"Not only has total employment declined, but the state has lost large numbers of high-skill, high-wage jobs in manufacturing and financial services, and seen vigorous growth in mostly low-skill, low-wage jobs in accommodations, food service, and health care.

The current fiscal crisis — a cumulative deficit of $1.2 billion from 2009-2010 — threatens to pull Connecticut’s economy down even more. "

"Funding for 100 of the nation’s largest pension plans fell by $24 billion last month, according to a new report.

In January, pensions experienced asset decreases of $12 billion and liability increases of $12 billion, according to the Milliman 100 Pension Funding Index, which comprises 100 of the nation’s largest defined benefit pension plans. Milliman is based in Seattle."

"Health insurer WellPoint blames a shift in demographics and rising medical costs for its planned 39 percent rate hike for some California customers.

In a memo obtained by The Associated Press, WellPoint Inc. tells Health and Human Services Secretary Kathleen Sebelius that because of the weak economy, healthy people are dropping coverage or buying cheaper plans. The decline in premium revenue means there's less money to cover claims from sicker customers who are keeping their coverage."

"European Union leaders set a precedent by bailing out Greece and other euro zone countries such as Portugal would have a strong case for tapping the region for funds if they needed to, Erik Nielsen, chief European economist at Goldman Sachs, told CNBC.com Thursday.

"If I was the Portuguese finance minister needing this one day, I would think I have a strong case," Nielsen said. "

"CalPERS’ investment committee is scheduled to discuss using leveraged bonds as a way to diversify risk in its entire portfolio, similar to a strategy adopted last month by the State of Wisconsin Investment Board, according to agenda documents for its Feb. 16 meeting."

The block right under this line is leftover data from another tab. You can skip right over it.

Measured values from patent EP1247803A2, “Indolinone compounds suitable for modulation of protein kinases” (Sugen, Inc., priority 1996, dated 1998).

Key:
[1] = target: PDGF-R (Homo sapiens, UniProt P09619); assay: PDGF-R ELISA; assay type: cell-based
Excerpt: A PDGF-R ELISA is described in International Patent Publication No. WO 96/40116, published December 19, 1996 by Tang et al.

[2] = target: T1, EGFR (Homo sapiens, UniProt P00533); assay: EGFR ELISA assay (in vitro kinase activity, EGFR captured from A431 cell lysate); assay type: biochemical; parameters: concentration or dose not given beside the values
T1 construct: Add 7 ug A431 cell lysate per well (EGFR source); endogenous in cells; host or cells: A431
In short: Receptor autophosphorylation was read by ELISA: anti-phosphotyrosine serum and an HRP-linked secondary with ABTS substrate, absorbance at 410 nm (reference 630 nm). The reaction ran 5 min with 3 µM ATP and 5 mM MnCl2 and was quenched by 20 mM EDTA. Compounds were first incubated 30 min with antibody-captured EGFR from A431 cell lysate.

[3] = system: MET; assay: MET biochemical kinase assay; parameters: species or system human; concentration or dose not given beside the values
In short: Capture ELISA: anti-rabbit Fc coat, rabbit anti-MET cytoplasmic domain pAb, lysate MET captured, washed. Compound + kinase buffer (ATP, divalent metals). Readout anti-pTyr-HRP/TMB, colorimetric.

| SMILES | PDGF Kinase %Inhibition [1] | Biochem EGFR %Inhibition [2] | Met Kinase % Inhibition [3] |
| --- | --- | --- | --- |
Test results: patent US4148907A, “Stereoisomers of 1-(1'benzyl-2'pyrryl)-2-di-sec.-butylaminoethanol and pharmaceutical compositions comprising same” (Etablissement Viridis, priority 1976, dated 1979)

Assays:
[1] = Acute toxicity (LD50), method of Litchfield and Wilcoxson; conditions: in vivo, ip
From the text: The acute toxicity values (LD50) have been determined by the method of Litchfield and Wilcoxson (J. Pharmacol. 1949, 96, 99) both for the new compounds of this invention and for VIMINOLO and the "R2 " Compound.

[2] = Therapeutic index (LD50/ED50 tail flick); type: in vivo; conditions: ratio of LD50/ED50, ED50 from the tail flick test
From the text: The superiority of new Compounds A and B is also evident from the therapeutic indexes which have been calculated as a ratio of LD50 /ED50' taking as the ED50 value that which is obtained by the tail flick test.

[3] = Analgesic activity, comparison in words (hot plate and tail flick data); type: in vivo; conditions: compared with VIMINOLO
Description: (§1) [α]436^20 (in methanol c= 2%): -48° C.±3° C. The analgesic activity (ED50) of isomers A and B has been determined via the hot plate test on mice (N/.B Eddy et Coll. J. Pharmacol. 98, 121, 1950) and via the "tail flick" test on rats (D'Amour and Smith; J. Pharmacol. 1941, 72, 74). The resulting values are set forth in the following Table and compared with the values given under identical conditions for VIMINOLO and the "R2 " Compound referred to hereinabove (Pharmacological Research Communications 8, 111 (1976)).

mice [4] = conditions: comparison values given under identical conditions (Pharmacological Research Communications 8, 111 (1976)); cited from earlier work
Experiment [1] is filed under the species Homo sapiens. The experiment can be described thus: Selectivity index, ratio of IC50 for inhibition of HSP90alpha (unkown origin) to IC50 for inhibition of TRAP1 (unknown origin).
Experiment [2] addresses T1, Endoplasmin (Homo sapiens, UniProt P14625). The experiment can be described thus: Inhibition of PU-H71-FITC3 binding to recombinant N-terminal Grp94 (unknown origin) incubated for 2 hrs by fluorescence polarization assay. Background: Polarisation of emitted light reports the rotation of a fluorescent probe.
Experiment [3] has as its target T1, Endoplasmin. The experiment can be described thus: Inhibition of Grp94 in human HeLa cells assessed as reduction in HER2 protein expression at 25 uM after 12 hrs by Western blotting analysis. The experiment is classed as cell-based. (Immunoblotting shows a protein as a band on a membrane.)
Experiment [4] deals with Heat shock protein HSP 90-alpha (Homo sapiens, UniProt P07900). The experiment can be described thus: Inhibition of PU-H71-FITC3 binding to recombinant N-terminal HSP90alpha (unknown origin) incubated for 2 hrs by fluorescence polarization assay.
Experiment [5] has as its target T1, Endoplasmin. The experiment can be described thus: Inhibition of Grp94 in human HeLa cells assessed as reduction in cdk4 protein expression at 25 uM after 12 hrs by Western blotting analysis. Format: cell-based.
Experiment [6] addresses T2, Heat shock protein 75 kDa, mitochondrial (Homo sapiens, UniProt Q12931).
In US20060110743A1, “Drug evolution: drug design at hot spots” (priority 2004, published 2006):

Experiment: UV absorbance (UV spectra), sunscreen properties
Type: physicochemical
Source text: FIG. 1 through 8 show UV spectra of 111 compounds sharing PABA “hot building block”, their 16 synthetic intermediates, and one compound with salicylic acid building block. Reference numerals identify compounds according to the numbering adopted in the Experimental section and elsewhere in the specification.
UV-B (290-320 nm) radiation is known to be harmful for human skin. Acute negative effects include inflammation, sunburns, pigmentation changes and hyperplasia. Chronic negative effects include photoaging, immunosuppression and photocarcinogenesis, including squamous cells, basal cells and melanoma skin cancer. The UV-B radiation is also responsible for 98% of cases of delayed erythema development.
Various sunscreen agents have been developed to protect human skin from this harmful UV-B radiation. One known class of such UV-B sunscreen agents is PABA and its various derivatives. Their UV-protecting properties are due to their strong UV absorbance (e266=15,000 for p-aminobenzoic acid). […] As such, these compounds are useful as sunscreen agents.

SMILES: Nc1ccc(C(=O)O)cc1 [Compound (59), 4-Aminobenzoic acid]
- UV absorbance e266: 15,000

"On Jan. 26, the Madison-based Wisconsin board approved leveraging its $67.8 billion core fund to achieve an asset allocation of 104% through use of synthetic futures and swaps."

"Another report in the agenda documents showed the real estate portfolio returned -48.8% for the year ended Sept. 30 after fees. The real estate quarterly report to the board, showed the core portfolio lost half its value after fees, returning -50.5%, and the opportunistic portfolio lost 47.5% after fees in the period."

  • 11) A few of today's city and state headlines:

Detroit's Mayor Threatens to Impose 10% Wage Cut

More Detroit schools to close

Illinois Foreclosures Pushed Down Median Price by 15 Percent

Minnesota's deficit is forcing school cuts

City Hall Looking at $9 Million Shortfall (Santa Barbara)

Newsom to Police Commission: public safety cuts inevitable (SF)

Stanislaus County facing pension pickle

SCSD may have to cut 400 plus jobs (Syracuse)

Cathedral City delays fiscal emergency vote

Cities say they can't take more local aid cuts (Minnesota)

Queens Library facing monster budget cuts

Ardis says city can't help pay for animal control services (Peoria)

San Mateo Union braces for potential budget cuts of up to $9 million

Ukiah shutters schools in Hopland, Redwood Valley

Contra Costa Superior Court lays off 16 workers

Higher gov't costs drain $96M from Wash. budget

California Jan Revenues Beat Estimates, But Cash Still Frail

Kansas House votes to cut pay 5 percent for elected and appointed officials

Medicaid fees may be trimmed to help balance Texas budget

State to see $2.2 billion surplus (Alaska)

"Feb. 11 (Bloomberg) -- U.S. foreclosure filings rose 15 percent in January from a year earlier and exceeded 300,000 for the 11th consecutive month as modification programs failed to keep delinquent borrowers in their homes, RealtyTrac Inc. said.